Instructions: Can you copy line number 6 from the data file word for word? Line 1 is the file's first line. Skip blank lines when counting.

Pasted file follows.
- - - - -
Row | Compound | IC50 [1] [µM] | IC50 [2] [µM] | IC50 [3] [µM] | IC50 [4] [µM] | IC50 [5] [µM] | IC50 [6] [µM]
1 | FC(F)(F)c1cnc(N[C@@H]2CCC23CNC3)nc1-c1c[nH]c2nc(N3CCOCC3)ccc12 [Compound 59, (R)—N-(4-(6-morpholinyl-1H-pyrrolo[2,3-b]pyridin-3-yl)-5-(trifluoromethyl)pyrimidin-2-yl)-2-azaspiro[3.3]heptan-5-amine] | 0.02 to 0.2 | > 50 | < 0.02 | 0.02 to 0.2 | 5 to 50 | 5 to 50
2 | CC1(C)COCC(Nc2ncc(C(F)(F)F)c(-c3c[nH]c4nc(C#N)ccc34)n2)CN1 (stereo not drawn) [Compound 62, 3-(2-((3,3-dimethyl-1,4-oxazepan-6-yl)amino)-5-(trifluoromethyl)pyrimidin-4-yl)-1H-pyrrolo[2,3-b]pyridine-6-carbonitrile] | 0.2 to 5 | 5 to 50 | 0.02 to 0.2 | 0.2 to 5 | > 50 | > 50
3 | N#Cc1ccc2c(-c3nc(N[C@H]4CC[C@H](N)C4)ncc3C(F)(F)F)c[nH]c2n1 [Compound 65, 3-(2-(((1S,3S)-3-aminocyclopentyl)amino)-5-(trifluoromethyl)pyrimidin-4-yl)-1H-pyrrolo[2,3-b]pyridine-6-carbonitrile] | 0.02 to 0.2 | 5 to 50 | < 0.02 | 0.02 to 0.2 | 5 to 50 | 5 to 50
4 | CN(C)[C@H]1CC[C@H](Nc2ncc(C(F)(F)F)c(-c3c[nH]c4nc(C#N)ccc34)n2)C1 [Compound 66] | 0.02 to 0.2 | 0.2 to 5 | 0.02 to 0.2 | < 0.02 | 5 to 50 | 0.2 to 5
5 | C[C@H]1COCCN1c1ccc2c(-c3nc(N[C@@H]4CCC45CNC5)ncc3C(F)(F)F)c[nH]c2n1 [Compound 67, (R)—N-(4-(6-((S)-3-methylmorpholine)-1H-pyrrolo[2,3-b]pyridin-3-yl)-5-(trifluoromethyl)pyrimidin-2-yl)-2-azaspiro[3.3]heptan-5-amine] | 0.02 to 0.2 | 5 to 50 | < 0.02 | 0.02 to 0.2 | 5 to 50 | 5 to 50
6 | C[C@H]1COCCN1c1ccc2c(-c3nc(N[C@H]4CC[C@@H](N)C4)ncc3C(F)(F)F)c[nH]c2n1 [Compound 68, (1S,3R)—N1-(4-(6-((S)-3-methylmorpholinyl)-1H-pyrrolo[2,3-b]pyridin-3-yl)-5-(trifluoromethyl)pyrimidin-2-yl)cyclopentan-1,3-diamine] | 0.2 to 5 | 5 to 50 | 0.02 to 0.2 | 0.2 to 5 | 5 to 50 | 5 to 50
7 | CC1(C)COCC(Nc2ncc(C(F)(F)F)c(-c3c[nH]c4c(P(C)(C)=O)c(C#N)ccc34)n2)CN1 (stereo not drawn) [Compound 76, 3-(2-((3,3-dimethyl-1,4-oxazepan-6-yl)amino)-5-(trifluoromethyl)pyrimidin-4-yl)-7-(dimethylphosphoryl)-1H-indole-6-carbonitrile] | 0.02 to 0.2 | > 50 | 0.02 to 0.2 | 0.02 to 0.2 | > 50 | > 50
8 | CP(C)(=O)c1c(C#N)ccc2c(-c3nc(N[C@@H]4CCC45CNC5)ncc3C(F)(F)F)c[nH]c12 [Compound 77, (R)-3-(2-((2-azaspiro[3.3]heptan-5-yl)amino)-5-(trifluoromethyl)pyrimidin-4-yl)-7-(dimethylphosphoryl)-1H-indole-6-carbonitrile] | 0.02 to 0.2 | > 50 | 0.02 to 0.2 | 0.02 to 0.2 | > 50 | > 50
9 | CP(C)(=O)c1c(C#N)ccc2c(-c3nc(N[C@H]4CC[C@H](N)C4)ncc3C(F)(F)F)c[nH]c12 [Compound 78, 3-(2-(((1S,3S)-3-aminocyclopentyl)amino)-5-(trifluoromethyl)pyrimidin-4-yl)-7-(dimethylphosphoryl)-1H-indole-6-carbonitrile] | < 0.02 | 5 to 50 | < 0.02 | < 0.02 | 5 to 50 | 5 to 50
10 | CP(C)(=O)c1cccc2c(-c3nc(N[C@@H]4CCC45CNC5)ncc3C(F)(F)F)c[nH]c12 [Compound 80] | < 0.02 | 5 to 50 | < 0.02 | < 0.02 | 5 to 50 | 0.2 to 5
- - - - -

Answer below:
5 | C[C@H]1COCCN1c1ccc2c(-c3nc(N[C@@H]4CCC45CNC5)ncc3C(F)(F)F)c[nH]c2n1 [Compound 67, (R)—N-(4-(6-((S)-3-methylmorpholine)-1H-pyrrolo[2,3-b]pyridin-3-yl)-5-(trifluoromethyl)pyrimidin-2-yl)-2-azaspiro[3.3]heptan-5-amine] | 0.02 to 0.2 | 5 to 50 | < 0.02 | 0.02 to 0.2 | 5 to 50 | 5 to 50